Epic Games announced today that it will pay more than $500 million to settle charges from the US Federal Trade Commission.
According to the FTC, Epic was awarded $275 million for violating the Children’s Online Privacy Protection Act (COPPA) and for “tricuding millions of players into making unintended purchases” with a design that relied on dark patterns2 will pay $45 million.
Privacy violations ( reference URL ) include collecting personal information from children under the age of 13 without parental consent or notification, and enabling voice and text chat for children and teenagers by default. is included.
The FTC was working with Epic employees to make voice and text chats opt-in as of 2017, but there have been reports of children being harassed and sexually harassed while playing games. Nonetheless, it was noted that Epic delayed the change. When it added a button to turn off voice chat, Epic made it harder for users to find, says the FTC.
Regarding complaints about dark patterns ( reference URL ), the FTC said it was “counter-intuitive, inconsistent, and confusing button configurations” when users accidentally tried to wake the game from sleep mode or during loading screens. It points to a single-button buy, which means buying something. Epic also placed the button to preview the item in Fortnite adjacent to the buy button, which could lead to accidental purchases.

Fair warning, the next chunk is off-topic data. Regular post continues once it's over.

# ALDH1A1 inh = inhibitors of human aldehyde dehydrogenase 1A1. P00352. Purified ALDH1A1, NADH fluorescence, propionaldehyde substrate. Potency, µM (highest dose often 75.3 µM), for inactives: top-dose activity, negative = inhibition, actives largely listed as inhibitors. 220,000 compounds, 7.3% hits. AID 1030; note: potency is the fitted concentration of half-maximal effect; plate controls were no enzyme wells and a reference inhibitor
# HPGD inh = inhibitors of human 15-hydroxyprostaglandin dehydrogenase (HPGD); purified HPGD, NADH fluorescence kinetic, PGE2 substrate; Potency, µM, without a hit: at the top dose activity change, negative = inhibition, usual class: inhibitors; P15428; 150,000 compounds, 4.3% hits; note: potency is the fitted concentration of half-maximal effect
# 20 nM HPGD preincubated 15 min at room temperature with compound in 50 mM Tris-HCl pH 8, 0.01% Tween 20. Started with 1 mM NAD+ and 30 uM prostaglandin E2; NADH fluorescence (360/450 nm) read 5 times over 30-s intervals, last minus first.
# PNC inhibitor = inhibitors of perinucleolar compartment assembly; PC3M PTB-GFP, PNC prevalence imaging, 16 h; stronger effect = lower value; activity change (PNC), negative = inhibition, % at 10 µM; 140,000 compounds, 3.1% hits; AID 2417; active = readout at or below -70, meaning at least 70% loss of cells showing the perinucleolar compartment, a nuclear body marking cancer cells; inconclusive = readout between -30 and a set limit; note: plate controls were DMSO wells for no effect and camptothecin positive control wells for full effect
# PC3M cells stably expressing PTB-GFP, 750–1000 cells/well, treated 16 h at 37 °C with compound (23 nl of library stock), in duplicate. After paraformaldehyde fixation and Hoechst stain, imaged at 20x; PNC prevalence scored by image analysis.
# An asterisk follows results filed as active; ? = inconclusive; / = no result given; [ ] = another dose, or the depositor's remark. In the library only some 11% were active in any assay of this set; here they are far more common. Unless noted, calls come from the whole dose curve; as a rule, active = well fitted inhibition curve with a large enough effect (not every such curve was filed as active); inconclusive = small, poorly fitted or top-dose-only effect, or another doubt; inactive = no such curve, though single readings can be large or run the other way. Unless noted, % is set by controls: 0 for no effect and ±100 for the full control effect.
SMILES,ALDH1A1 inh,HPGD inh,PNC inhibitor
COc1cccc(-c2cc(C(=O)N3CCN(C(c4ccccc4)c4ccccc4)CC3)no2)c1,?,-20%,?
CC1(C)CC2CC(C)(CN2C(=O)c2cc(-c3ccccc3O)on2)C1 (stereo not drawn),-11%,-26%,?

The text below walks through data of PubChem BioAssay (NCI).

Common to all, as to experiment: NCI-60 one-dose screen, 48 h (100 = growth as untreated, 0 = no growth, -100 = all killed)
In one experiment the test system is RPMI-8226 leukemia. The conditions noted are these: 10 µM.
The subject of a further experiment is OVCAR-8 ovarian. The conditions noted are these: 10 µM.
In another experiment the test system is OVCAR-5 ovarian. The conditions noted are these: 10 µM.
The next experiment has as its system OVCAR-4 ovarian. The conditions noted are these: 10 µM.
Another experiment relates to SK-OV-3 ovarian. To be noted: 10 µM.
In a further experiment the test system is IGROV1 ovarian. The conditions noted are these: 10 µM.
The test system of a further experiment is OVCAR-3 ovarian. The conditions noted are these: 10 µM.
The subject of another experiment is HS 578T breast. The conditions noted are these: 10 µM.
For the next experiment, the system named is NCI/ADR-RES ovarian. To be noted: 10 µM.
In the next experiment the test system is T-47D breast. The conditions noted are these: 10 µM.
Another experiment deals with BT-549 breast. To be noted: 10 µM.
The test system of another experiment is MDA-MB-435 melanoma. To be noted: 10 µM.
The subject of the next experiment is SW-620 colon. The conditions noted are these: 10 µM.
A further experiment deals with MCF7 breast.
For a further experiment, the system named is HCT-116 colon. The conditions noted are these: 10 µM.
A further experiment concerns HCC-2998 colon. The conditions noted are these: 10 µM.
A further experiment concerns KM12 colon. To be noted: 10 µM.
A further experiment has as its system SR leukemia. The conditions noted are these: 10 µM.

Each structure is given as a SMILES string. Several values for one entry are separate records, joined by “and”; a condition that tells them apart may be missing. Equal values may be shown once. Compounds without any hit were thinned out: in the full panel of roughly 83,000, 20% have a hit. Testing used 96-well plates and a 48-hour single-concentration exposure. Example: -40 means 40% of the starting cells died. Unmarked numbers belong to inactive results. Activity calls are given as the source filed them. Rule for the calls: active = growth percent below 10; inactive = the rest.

In addition, until 2018, Fortnite will allow children to purchase virtual currency V-Bucks without parental consent or cardholder action, and the accounts of users who dispute fraudulent charges through their credit card companies. Said it was locked.
The FTC further asserts that Epic ignored more than a million user complaints about fraudulent charges and used internal testing to make its cancellation and refund features harder to find.
The $245 million Epic will pay to resolve complaints about dark patterns will be used to refund customers. The FTC will take charge of refunds, and will launch a refund program on the FTC website ( reference URL ).
Epic confirmed the settlement, saying it was “his over and above longstanding industry practice.”
”No developer wants to end up here,” the company says. “The video game industry is a fast-paced innovation arena where player expectations are high and new ideas come first. Legislation written decades ago dictates how the gaming ecosystem operates. The law hasn’t changed, but its application has evolved and long-standing industry practices are no longer sufficient.We believe that Epic is at the forefront of consumer protection and that players We accepted this agreement because we want to provide the best possible experience for our customers.” “
Over the past few years, we have made changes to ensure our ecosystem meets the expectations of players and regulators. We hope this will be a useful guide for others in this industry.”
Developers interested in learning more about COPPA can refer to our primer on the law and the obligations that game makers have ( reference URL ).